My daughter Victoria when she came to visit me this summer at M&M Store in London.

What will happen in the next few weeks after this is just some e-mails asking me to explain my 4 year gap (What have I’ve done from my last job). There were only few but enough to realise that I don’t have a chance to find the job I was dreaming of and studied almost all my life. I need my dream job to continue my research in the field, be with people that have the same interest like me, share knowledge and be able to change or/and influence things.

 Behind each and every one of the jobseekers there’s a person that felt more or less like me. It’s not a problem of figures, but tears shed, lost nerves and will to live along the way. Been there, still there dreaming of my first day at my dream job.

Unemployment for me is something very personal. I take the consequences of my years in Macedonia and Spain with me wherever I go. I don’t think UK had experienced an unemployment rate of 27% recently (the unemployment rate in Spain while I was trying to find a job, or 30-32% in Macedonia). This rates usually double (have to do more research, just seen some figures and remembered) among the immigrants in the country for some reasons. I was and I’ll stay immigrant in Spain, no matter my Spanish nationality or how proud I am to be Spanish now.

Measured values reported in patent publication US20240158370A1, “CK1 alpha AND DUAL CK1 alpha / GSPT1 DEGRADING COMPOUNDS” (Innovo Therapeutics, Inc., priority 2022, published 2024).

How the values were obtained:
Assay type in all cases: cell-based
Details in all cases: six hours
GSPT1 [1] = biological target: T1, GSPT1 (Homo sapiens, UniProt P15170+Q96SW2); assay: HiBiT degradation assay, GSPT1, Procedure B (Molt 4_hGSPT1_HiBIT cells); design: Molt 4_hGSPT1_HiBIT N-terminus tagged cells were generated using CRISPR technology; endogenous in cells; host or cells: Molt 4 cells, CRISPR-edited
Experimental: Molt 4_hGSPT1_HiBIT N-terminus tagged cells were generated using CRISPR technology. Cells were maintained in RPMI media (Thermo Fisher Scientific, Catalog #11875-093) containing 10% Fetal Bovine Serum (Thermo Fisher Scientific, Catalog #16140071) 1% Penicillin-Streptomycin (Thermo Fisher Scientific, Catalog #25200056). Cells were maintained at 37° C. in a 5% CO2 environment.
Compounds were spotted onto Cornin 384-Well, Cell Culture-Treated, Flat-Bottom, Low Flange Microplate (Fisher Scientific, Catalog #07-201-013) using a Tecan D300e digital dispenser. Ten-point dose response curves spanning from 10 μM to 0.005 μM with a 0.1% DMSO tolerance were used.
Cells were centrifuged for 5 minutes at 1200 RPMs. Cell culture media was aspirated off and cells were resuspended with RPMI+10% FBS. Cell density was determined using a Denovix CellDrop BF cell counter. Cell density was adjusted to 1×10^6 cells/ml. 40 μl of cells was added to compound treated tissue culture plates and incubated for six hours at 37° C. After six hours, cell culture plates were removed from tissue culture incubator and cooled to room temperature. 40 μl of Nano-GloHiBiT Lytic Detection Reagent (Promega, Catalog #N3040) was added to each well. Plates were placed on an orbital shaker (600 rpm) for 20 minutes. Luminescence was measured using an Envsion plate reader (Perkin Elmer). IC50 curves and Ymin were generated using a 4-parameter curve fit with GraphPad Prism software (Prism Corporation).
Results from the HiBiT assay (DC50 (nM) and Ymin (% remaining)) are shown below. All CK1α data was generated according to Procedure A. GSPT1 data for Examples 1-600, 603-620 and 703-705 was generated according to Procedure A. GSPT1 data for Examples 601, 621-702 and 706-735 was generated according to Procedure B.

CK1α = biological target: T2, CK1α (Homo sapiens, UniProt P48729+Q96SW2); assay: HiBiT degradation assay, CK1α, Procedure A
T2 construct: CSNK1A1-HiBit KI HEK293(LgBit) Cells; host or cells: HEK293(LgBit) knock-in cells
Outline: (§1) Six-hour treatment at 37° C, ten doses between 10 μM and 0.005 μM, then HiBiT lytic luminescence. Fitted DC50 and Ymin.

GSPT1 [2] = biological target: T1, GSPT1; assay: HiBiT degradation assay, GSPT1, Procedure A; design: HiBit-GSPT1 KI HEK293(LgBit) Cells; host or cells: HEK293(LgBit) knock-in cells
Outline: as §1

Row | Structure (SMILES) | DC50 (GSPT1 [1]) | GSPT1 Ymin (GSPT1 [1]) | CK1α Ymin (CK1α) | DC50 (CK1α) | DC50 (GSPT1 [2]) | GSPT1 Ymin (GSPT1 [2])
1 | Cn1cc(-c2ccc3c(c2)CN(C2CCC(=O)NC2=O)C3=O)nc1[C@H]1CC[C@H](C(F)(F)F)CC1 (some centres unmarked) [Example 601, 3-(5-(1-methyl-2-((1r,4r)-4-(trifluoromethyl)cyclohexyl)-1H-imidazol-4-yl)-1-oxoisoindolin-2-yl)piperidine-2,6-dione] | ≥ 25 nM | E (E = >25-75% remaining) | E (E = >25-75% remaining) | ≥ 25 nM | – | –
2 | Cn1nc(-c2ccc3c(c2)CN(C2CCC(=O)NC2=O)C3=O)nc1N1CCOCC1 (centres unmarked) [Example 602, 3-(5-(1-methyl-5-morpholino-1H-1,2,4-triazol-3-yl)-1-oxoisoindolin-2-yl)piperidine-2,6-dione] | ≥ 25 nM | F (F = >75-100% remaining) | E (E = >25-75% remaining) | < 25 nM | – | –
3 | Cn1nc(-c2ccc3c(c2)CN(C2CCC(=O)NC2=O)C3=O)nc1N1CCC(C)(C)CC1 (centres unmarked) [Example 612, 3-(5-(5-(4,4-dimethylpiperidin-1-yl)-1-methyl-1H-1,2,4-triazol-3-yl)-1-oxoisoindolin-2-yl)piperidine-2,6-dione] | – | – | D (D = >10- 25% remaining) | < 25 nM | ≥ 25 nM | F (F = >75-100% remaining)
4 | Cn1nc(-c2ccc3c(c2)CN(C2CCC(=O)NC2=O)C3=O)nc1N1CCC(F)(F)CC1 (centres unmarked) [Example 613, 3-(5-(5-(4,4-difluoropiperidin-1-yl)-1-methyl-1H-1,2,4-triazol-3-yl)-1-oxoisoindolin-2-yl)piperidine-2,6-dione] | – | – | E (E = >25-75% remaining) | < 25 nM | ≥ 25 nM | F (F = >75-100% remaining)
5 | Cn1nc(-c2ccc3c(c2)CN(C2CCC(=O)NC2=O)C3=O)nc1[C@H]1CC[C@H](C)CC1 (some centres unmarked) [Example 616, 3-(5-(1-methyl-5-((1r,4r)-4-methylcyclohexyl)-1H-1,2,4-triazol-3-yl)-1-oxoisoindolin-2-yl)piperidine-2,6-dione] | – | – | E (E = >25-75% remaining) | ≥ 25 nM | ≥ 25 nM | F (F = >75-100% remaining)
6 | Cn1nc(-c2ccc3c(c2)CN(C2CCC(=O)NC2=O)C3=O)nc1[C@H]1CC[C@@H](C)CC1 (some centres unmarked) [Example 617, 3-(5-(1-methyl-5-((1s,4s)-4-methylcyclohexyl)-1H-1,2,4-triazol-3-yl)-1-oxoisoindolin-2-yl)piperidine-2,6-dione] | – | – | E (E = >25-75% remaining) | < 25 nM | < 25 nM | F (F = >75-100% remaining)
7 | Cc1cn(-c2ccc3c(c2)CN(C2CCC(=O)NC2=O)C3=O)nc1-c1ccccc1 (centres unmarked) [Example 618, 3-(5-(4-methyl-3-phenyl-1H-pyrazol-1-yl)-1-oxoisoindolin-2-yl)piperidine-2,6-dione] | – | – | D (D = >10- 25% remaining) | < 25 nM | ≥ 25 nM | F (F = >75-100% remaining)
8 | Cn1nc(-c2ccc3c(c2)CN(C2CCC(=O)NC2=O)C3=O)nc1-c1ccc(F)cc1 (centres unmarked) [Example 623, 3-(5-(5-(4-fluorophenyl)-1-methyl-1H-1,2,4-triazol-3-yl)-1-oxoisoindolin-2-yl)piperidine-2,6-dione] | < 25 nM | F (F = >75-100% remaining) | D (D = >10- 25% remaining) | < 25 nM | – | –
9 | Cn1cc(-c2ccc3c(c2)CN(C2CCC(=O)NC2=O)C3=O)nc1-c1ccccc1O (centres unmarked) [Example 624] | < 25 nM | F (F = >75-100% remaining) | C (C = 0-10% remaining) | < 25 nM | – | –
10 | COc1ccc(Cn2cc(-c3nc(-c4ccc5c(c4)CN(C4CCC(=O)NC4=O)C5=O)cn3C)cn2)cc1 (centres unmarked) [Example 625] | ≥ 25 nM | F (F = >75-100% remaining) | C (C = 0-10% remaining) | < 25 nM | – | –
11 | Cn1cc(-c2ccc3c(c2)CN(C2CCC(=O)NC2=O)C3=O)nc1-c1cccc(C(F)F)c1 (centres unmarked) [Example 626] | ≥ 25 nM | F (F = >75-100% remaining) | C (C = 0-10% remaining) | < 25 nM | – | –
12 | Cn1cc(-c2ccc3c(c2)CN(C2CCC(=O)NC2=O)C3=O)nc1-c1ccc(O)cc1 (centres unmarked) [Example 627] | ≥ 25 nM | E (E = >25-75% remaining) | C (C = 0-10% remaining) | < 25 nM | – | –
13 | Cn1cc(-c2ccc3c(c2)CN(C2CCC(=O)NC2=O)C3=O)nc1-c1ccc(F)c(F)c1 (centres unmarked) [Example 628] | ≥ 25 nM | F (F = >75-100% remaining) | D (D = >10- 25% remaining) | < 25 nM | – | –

I wonder if all this people from Human Resources know what does it mean to look for a job in such a conditions and being an Immigrant? Do HR professionals in UK understand that or they just limit on doing their job? Does it make me a bad worker or just bad candidate?

Just like all them receptionist that probably haven’t experienced the half I did trying to find a job. Finally I did it in my third country. The United Kingdom. Probably and hopefully my last chance to get to my dream job.

Companies see their best interest I am sure I can be their best choice.

Now I am working on my Master’s degree in Development.  I am very happy and very passionate. My university has a big library to do my research. Have nice colleagues from all over the world and professors that remind me of the once I had in Macedonia – excellent. Still can’t stop thinking that I might fail to find a job again, but this is UK and I have to think positive.

On my way to my University. A view from my seat on the bus. Place is somewhere near Brixton.


My current job pays some of my bills and keeps my busy and very happy. My colleagues are very normal people that are happy with small thing. We have a lot of fun. I will be missing them a lot when I am gone to work my dream job. I do a lot of work working on the till and I communicate with my customers. You realise that there are really great people out there.

So many lost battles, but I am still alive. As long as I have people thinking that I will make it big one day, I can’t stop here. Last thing I want is to disappoint the one I care about. If they say I am gonna make it, gotta trust them. 

Living a life sponsored by “ICELAND” and “PRIMARK” here in London can be very hard, but if there is a will there’s a way, they say.